A man whose psychiatric illness was caused by prolonged and horrific sexual abuse by his trusted parish priest launched a High Court damages action today.
The 34-year-old, one of seven children from a devout and successful Catholic family, suffers from both schizophrenia and post traumatic stress disorder and is unable to work.
Only identified as A for legal reasons, he is one of a number of individuals who allegedly suffered at the hands of Father Christopher Clonan, who served at Christ the King Roman Catholic Church in Coundon, Coventry for 20 years.
He left his post of assistant parish priest in July 1992 and fled to Australia, where he died of natural causes in 1998.
In January last year, former altar boy Simon Grey received a £330,000 out-of-court settlement from the Archdiocese of Birmingham over similar claims.
Today, Robert Seabrook QC, who also represented Mr Grey, told Mr Justice Christopher Clarke in London that A sought compensation for the "most horrific sexual abuse" over a 10-year period between the ages of eight and 18.
"One can't underestimate the magnitude of the impact on this claimant's life when he was such a young man.
"One can't really overstate the trauma and assault on his personality at a critical time in his childhood development."
A had known Father Clonan since he was two and the priest became a dominant figure in his life and that of his family and community.
"He inveigled his way into their domestic and personal lives at every opportunity - weddings, christenings, confirmations, even hospital visits.
"At one stage, he visited A when he was in hospital for a night and was actually fondling him under his bedclothes as he came out of the anaesthetic."
A later told police: "I relied upon him heavily for virtually everything in my life."
The assaults, which went as far as buggery, happened several times a week on church and school premises.
Father Clonan took A to his holiday home in Northern Ireland and up to London to stay with his brother.
Mr Seabrook said: "This was the sort of energetic and apparently wonderful parish priest that was making such a contribution' to this parish."
He added: "It really is a catalogue ot the most appalling abuse which he seemed to get away with with apparent impunity."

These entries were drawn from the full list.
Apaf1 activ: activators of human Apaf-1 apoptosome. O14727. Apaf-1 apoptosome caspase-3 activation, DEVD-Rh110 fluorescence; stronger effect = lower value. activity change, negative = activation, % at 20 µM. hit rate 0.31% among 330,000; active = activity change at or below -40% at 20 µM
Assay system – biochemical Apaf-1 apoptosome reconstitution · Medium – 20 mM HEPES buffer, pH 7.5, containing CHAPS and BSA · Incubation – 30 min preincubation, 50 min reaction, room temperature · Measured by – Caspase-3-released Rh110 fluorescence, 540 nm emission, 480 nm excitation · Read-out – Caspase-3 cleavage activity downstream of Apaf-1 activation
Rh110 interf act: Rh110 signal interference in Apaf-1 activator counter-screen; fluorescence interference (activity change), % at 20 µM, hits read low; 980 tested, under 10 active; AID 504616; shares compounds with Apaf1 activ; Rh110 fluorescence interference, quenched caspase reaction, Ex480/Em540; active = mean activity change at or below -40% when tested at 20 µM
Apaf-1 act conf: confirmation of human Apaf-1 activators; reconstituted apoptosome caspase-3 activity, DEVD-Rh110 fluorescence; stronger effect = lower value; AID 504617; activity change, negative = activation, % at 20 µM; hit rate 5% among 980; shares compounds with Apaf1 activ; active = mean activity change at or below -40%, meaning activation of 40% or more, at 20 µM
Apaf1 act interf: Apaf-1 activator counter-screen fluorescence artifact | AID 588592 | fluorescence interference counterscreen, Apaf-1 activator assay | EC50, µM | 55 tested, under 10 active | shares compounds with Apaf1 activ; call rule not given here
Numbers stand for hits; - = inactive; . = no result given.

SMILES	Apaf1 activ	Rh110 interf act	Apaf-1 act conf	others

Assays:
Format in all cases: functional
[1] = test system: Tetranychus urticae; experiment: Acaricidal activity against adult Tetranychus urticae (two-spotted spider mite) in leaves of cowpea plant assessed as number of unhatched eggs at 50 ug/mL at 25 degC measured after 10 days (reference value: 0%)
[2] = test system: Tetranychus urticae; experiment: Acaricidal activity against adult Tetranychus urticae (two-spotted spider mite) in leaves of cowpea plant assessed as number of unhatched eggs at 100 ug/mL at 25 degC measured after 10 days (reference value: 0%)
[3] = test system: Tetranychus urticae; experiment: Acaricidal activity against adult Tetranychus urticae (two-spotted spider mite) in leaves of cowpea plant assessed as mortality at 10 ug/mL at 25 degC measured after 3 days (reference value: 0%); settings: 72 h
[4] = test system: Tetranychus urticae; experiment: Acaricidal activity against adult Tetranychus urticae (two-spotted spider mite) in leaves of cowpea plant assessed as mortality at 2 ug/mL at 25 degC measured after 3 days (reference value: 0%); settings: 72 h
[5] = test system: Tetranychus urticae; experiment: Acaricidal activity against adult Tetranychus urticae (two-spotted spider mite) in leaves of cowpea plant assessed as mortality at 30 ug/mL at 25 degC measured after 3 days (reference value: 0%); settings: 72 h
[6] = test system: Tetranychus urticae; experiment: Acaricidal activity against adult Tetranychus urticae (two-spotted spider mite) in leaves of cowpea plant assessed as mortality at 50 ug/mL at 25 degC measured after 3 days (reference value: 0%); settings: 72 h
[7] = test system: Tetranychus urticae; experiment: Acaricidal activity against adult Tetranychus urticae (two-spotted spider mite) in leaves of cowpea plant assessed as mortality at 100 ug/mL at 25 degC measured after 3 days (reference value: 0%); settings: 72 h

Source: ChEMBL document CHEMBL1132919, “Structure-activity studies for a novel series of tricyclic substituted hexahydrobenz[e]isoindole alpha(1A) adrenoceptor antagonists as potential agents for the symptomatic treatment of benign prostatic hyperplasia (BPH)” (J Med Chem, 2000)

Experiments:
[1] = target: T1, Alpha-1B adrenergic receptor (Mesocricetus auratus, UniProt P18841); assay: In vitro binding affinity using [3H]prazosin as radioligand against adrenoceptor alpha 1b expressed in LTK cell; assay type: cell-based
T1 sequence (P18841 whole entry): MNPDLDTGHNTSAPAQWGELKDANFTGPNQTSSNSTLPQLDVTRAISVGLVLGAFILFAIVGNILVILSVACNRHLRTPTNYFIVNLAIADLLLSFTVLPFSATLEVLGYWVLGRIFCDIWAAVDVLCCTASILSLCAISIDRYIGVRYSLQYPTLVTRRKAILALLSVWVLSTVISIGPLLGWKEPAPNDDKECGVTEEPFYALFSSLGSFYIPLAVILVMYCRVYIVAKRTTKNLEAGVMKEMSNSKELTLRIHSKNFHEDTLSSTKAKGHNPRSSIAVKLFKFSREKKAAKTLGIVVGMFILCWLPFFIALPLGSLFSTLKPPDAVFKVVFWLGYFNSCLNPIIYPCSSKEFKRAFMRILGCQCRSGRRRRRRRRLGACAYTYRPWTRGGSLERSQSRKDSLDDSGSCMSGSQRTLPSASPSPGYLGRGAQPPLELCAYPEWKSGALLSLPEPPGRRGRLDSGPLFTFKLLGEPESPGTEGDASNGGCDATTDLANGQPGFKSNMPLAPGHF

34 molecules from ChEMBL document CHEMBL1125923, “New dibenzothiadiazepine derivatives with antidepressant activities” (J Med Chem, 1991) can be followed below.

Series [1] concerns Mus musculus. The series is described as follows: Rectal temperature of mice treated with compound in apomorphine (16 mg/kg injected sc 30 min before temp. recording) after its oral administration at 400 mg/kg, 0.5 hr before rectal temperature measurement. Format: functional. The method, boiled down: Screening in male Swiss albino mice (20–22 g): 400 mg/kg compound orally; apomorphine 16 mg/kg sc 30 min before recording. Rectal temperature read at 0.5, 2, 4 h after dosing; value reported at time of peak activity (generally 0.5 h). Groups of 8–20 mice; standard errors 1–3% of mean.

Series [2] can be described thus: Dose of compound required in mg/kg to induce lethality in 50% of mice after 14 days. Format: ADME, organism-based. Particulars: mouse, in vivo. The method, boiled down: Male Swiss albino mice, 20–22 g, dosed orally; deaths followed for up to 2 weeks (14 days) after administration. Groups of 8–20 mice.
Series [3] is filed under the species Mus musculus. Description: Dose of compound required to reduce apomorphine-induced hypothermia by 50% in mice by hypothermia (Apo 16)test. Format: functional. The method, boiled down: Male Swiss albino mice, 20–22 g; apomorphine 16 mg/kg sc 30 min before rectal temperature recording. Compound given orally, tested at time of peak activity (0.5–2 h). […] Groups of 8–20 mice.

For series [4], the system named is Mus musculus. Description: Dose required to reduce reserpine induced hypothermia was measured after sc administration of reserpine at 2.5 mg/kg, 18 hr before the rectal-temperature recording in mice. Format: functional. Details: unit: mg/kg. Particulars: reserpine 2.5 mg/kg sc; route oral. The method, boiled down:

Father Clonan was able to deploy "a great cloud of oppressive control".
Mr Seabrook said that from a child's perception, Father Clonan was in a quite unassailable position.
It was difficult enough for A's parents and, in 1999, they were driven to leave the parish and move to Northern Ireland.
Counsel said that during the period of abuse, A started wetting the bed and his behaviour and schoolwork deteriorated.
He left school without any A-levels on the encouragement of Father Clonan who got him into a hairdressing salon.
He developed a stammer but this stopped immediately when the truth finally came out in 1992.
After telling a girlfriend something of what had happened, he went into a steep psychiatric decline and tried to walk through a plate glass window.
"He has never been the same again.
"Having been a young man bounding with energy - bubbling over - he has become flat and profoundly mentally ill.
"And it is common ground that he suffers from a serious disabling mental condition which is attributable to that sexual abuse at the hands of this man - Father Clonan."
The Archbishop of Birmingham and the Trustees of the Birmingham Archdiocese of the Roman Catholic Church admit that such sexual abuse as A suffered at Father Clonan's hands was contributed to by their negligence, but are contesting liability.
Mr Seabrook said that the Archbishop, the Rev Vincent Nichols, had made an apology last year to those affected by Father Clonan.
He added: "There is somewhat of a contrast between that generous apology and the rather sceptical and restricted approach to this litigation."
The hearing, which is not concerned with the amount of any damages at this stage, is expected to last five days.